Economics Minister Joseph Deiss has called on the European Bank for Reconstruction and Development (EBRD) to boost its support of poorer countries.
Addressing the EBRD’s annual meeting in Belgrade on Sunday, Deiss said it was important for action to be taken in countries where people were also fighting for democracy.
The EBRD, which is meeting for two days, was set up in 1991 to help build the economies of ex-Soviet countries. It also helps to promote political reform.
But Deiss told delegates that recent geopolitical changes in Europe necessitated a change of direction at the bank.
"After the entry last year of eight of the 27 countries [in which the bank operates] our bank should start to reflect on its strategy," said Deiss, speaking in his capacity as Swiss governor at the bank.
"We must support the indispensable reforms in those countries where the climate of investment is weak."
The new EU members now only need support in certain areas, said Deiss. This means that the bank could concentrate its efforts on the poorer countries.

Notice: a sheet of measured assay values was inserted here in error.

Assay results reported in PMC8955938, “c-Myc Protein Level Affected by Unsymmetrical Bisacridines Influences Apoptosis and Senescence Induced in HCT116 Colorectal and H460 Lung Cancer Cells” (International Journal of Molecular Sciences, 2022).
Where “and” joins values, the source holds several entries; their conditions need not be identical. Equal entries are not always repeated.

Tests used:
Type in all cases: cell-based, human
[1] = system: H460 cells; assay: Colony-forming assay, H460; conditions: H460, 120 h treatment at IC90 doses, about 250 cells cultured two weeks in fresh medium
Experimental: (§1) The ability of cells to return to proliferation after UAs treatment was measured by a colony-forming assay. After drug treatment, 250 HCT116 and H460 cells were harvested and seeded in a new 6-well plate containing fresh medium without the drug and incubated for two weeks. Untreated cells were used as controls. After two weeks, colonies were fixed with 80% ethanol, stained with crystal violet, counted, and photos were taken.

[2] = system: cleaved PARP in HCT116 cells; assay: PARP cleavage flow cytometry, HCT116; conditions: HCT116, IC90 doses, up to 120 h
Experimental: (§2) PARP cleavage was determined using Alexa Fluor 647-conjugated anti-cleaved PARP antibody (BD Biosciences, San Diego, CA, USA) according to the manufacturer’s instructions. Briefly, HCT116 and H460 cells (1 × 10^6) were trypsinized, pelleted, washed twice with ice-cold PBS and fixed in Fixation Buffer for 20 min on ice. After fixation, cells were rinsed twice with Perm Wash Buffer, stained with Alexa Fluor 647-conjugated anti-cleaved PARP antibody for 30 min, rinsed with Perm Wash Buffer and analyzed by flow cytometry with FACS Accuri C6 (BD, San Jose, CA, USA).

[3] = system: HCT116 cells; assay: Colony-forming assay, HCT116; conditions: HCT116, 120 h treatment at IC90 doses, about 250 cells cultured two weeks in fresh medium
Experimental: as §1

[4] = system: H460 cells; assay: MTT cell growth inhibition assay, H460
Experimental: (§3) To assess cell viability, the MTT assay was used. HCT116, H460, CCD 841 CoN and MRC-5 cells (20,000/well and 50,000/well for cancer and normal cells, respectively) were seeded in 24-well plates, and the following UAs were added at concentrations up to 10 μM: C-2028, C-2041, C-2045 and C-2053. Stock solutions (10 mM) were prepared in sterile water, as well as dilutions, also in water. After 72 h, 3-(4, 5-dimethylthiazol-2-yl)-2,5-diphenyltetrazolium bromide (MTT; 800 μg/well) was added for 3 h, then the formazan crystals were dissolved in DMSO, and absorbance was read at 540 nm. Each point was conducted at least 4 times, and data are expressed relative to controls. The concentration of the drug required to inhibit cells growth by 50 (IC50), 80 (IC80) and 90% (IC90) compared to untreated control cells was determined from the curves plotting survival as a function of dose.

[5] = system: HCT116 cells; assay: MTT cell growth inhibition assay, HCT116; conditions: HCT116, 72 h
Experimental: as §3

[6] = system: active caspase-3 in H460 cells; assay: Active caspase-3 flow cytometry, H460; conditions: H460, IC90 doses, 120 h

The turbulent events in Georgia, Ukraine and now Uzbekistan have shown that the bank must play an important role in helping these countries transform their economies, added the minister.
Uzbekistan, where there was unrest between protestors and government troops nine days ago, is expected to be a key topic at the meeting. The EBRD's director, Jean Lemierre, opened the meeting by condemning the violence that took place in the country.
Delegates have also been assessing a plan launched last year to boost the economies of Central Asia. It aims to help those countries which remain in the early stages of transition, such as Uzbekistan, from a centralised to a free-market economy.
The Swiss director at the bank, Laurent Guye, said that the plan was already bearing fruit. Last year €4.1 billion (SFr6.4 billion) - or 47 per cent of the funds provided by the bank - was invested in these countries.
While in Belgrade, Deiss is also expected to hold bilateral talks with ministers from Serbia and Montenegro. Switzerland represents the country at the bank as well as at the International Monetary Fund and World Bank.
Deiss will also visit two Swiss development aid projects in the region.
swissinfo with agencies
The European Bank for Reconstruction and Development (EBRD) was formed in 1991, following the collapse of the Soviet Union.
It was created to help ex-Soviet countries develop a free-market economy and currently invests in 27 countries in central Europe and central Asia.
The EBRD consists of 60 member countries and two non-governmental organisations. 3,000 delegates are attending the meeting.
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